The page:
Depsang control hinges on two roads & airfield

Depsang control hinges on two roads & airfield

The new track between Sasoma and Saser La

Ajay Banerjee

Tribune News Service

New Delhi, August 19

India’s control over the vital Sub-Sector North (SSN) in Ladakh hinges upon a newly built 255-km DSDBO road, a mud-paved airfield at an altitude of 16,700 feet at Daulat Baig Oldie (DBO) and an upcoming track from Sasoma to Saser La to Murgo.

The Indian Army has, in the past, war-gamed a scenario about the People’s Liberation Army (PLA) China, making a westward thrust into 16,000 feet high 900 sq km area, the Depsang plains in the SSN.

Map not to scale

On the Indian side, the PLA’s military objectives in SSN could be to threaten a section of the DSDBO (Darbuk-Shyok-DBO) road. It can attempt to cut off the DBO, which could, in turn, restrict access to Karakoram pass. The PLA could also make a bid to access the Saser La, a 17,800 feet high pass in the Karakoram mountains. This would further open a route to Sasoma and crucially the road to base camp of Siachen glacier.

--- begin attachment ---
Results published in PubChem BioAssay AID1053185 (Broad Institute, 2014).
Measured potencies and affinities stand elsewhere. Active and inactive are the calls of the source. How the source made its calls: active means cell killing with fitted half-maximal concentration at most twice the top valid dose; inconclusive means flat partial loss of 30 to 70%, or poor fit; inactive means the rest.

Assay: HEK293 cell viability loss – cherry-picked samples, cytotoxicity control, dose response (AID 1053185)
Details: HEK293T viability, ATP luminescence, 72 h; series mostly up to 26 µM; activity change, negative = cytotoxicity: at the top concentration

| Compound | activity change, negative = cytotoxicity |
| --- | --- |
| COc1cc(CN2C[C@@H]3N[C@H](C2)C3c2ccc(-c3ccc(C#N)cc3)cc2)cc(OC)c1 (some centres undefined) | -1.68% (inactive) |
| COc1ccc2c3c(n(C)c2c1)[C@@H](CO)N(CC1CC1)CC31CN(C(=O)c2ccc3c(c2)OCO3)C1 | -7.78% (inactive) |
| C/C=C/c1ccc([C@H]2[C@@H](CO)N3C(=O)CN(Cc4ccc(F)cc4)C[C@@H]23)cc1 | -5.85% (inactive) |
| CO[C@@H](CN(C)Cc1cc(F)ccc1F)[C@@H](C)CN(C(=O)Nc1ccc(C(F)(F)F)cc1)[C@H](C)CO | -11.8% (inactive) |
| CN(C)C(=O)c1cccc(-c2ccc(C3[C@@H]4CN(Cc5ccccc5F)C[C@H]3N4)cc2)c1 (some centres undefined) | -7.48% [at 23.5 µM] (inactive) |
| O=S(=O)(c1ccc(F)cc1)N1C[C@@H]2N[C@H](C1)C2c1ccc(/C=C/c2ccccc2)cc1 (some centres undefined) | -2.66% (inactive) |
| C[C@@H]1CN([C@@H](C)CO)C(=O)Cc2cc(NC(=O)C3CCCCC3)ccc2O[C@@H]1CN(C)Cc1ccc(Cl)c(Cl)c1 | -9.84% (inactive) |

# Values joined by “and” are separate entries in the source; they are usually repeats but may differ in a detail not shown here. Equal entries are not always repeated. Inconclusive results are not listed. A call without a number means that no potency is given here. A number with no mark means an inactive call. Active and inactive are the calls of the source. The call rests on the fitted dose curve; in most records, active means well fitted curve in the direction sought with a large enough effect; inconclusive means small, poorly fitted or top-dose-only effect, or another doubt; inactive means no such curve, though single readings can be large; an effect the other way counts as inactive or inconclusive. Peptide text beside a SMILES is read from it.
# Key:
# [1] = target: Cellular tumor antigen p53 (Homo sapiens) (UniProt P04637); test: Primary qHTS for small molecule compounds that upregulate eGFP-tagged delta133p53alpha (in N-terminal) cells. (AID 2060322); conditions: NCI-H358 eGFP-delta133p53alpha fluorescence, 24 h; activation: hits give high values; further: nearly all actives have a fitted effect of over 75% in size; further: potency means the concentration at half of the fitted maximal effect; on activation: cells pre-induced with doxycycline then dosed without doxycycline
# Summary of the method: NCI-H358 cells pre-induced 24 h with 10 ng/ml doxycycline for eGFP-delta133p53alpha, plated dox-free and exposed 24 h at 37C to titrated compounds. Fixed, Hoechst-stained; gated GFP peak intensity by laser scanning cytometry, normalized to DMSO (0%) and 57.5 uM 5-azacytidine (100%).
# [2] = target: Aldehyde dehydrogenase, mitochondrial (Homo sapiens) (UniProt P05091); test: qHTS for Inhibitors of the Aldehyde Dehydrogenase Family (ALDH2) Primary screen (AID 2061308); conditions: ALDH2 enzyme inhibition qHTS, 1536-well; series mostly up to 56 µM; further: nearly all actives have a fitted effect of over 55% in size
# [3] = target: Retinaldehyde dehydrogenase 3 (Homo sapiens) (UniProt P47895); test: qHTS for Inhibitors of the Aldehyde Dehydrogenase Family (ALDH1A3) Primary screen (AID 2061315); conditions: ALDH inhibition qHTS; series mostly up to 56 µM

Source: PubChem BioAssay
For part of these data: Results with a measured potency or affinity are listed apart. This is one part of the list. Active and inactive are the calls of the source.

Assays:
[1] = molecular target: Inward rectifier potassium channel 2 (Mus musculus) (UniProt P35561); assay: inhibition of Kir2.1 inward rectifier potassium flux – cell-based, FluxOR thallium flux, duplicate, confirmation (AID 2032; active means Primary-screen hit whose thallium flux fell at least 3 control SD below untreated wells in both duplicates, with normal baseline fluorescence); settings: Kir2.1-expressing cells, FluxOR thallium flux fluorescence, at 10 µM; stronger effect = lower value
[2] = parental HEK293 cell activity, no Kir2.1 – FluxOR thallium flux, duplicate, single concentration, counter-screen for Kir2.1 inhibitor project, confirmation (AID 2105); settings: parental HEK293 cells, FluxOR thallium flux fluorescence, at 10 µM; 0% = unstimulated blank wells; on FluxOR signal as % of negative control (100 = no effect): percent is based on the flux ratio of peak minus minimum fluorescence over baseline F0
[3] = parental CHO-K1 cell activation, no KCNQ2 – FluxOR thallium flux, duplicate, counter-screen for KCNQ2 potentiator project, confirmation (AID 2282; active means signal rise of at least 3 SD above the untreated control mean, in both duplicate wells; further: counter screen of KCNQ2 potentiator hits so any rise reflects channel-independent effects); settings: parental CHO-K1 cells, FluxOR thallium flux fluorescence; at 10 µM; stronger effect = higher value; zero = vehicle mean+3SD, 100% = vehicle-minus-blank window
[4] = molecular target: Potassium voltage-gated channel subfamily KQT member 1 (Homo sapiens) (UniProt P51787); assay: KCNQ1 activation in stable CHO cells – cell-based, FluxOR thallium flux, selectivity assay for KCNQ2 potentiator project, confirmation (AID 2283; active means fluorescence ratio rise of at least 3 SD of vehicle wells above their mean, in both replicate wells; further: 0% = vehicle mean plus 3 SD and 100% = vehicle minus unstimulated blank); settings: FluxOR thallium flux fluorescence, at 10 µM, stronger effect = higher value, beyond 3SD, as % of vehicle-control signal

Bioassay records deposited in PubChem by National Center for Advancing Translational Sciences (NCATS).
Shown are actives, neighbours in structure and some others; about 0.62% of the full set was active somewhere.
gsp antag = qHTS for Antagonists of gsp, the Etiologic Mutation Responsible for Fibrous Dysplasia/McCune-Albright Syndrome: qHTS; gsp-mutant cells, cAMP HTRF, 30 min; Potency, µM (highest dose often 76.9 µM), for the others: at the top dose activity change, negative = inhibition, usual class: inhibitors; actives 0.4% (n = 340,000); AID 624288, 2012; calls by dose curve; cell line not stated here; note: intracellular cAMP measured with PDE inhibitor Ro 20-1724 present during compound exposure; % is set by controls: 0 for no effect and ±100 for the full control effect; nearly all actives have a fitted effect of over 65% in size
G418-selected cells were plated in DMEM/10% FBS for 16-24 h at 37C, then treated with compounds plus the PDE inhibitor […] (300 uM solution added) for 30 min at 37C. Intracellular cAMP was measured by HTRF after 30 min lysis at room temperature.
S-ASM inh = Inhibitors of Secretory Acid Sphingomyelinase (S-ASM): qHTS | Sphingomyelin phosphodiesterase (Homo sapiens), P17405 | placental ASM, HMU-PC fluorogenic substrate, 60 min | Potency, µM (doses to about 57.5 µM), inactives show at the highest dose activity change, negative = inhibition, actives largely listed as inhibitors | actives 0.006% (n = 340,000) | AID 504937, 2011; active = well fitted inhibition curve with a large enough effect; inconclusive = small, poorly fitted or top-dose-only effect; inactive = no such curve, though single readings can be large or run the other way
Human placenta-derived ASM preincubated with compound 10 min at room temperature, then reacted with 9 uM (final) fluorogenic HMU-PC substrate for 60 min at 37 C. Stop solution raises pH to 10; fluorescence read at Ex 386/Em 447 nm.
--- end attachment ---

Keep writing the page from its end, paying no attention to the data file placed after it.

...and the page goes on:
For now, all such attempts by the PLA can be thwarted, explained an official. But India should not stop seeing these as long-term threats, he added. Also, it should include a scenario that PLA’s westward thrust could be timed with Pakistan army’s eastward push from across Gilgit-Baltistan in what could be a two-front war scenario for India.

The Indian defensive positions on SSN have been “built” to hold back the PLA with tanks, artillery guns and the latest systems, besides additional troops. Since May, some 8,000 troops are stationed by India in SSN to mirror the deployment of what the PLA has done.

Within the establishment, it’s known that holding onto SSN and particularly the Depsang plains is vital. For this, the DSDBO road is the crucial link. The new alignment Sasoma-Saser La-Murgo, as reported in The Tribune in its edition dated August 19, will take a while to be fully ready. For now, it’s a summer route. The 27-km walking track between Saser La and Saser Brangsa is the challenge.

In the past, consultations have been done with Swiss experts for tunnelling under Saser La. So far, the route can be used by troops. The supplies will have to come through DSDBO or get air-supplied at DBO or if needed, air-dropped at Chungtash, which is the dropping zone near Murgo, using the fleet of Chinook and Mi-17 helicopters.

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